Chronic Illness: Making Simple Errands Overwhelming

When unforeseen problems force me to go out despite severe ME/cfs, simple errands can become overwhelming very quickly. I had to go out today, needed to send off some paperwork, but my printer ran out of ink, again! I needed to print off a load of sheets, so I had to take a bus to get that done at one place, then off on another bus to find a post office to send it.

By the time I got to the post office, my legs were not working properly anymore. It was like I was wading through lead or mercury, let’s just say Nutella, have to keep things positive!.

I had shooting pains all over the place, so I resorted to waddling at snails pace, at one point I thought I wouldn’t make it across the road, but the bus driver was patient and waited for me to get safely out of their way.

I’ve been lying in bed for hours now, but my body is done. I feel like I’ve done an hour of intense cardio. You know how you feel when the pain from your first workout in months sets in the day after and then you have to work out again on that very stiff and sore second day? That’s how I feel.

Nothing like aching jelly legs to remind you why you never leave the house alone anymore! I did buy some chocolate en route, so it wasn’t all bad.

I also received my latest health report in the mail and it’s very well written this time. The last one was full of assumptions about my condition that were all wrong. So I’m pleased that this woman who I had the assessment with knows what she’s talking about.

It’s so annoying when these unforeseen problems arise, things like paperwork needing to be filled in or printed off so we can apply for assistance or ink runs out or you need to send a sick note off to your employers, but you’ve run out of stamps. Silly things that chronically ill people need to deal with despite the very nature of their illness making such things enormously difficult to manage.

I’m fortunate to have a scanner and printer and computers at home, many people don’t and even having them isn’t a guarantee that things will run smoothly as I discovered today. It’s frustrating that we are forced to have to deal with so much admin to prove how ill we are and yet that very admin and the resulting mental and physical exertion and stress of upcoming deadlines makes us so much more ill.

Being chronically ill is a full time job. Not only are you dealing with relentless symptoms, but you have to suddenly think about all sorts of things that previously wouldn’t have been an issue. When you could previously pop out to the shops to get an ink refill or take the bus to the post office if necessary, it now becomes a huge burden, causing anxiety and confusion as well as disorientation, and is then detrimental to your health and safety.

The system really is flawed. All we need is compassion, understanding and rest. Not piles and piles of admin and stressful annual reviews where we feel like we need to prove how ill we really are, nobody would ever invent the boring life of isolation and pain we have to endure.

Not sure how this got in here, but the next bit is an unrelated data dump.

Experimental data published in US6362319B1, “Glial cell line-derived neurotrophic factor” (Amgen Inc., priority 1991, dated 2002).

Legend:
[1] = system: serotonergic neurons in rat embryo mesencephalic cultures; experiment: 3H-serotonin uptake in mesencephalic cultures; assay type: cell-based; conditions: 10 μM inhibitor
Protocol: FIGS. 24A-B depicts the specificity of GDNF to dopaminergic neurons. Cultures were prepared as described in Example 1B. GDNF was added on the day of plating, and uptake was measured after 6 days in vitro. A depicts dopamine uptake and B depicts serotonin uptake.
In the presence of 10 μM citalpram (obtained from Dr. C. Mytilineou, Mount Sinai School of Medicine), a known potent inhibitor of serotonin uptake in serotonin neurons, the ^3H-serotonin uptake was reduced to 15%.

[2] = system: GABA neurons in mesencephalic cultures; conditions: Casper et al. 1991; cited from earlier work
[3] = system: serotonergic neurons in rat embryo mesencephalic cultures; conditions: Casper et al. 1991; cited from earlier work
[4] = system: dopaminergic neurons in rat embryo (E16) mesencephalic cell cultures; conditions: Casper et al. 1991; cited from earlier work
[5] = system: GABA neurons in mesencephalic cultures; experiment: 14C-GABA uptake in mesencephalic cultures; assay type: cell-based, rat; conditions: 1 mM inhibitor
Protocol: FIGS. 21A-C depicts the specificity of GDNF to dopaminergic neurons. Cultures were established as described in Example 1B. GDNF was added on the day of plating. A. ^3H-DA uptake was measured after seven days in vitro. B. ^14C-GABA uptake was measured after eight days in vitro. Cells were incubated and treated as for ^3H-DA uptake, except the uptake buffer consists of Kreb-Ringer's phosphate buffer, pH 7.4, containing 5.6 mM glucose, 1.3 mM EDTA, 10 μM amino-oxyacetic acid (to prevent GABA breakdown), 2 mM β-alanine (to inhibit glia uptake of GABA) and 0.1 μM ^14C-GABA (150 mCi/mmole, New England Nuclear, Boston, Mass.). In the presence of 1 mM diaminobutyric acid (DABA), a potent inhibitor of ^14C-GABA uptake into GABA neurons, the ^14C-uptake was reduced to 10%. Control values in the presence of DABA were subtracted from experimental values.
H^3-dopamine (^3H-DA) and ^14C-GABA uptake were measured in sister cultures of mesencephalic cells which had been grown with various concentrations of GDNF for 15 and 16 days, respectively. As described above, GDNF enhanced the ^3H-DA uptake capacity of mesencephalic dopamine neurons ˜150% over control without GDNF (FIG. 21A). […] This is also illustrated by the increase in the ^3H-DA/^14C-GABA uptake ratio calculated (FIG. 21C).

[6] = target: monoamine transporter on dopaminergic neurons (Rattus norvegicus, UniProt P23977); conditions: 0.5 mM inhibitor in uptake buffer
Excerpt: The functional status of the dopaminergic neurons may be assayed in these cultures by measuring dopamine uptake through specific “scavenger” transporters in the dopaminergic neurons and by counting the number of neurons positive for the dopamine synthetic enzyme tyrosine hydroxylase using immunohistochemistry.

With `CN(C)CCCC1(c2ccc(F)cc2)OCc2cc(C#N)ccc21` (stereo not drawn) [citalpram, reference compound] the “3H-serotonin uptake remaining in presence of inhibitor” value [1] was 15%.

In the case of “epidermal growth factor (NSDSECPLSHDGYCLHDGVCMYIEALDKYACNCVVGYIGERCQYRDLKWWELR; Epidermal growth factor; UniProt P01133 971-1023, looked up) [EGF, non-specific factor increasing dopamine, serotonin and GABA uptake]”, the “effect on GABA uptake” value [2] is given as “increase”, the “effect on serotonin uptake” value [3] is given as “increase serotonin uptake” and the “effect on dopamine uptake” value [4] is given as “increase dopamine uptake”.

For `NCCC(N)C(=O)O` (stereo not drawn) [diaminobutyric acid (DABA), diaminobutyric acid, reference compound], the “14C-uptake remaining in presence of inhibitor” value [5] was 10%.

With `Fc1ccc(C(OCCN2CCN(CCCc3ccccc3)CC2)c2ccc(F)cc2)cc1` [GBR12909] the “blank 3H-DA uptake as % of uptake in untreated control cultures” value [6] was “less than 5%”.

Praising God though: I made it all in one piece!

It was touch and go for a while, but I got all the paperwork done and sent off on time. I also got to go outside, saw beautiful trees with bright yellow leaves, felt the cool breeze and the warm sunshine, and I’m nice and cosy, back on my bed. That’s reason enough to celebrate.

I’ll ignore the dishes, hoovering and laundry that need attention… They can wait for another day.

Autumn leaves on a tree. Title reads: When simple errands become overwhelming. Personal Update.

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Note: a version of this was first published on Facebook or Instagram. Although this website was created quite a bit later, I wanted to have my whole chronic illness story in one place, so I have transferred it here and backdated it.

Thank you for stopping by. Hugs, Char xx

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Chronically Hopeful
Chronically Hopeful

Char was born and raised in South Africa, but has been settled in Europe for over 20 years. She's passionate about finding ways to live well, despite chronic illness.

Apart from blogging, she enjoys art, cooking, reading, gardening, gaming and learning new things. She speaks English, Italian and Afrikaans fluently and is slowly learning French too.

She used to be a teacher, but has been housebound with Myalgic Encephalomyelitis since 2015. Since then, she's focused on spending the little energy and strength she has each day on the people and activities she loves. Finding joy in the little things and celebrating the ordinary.

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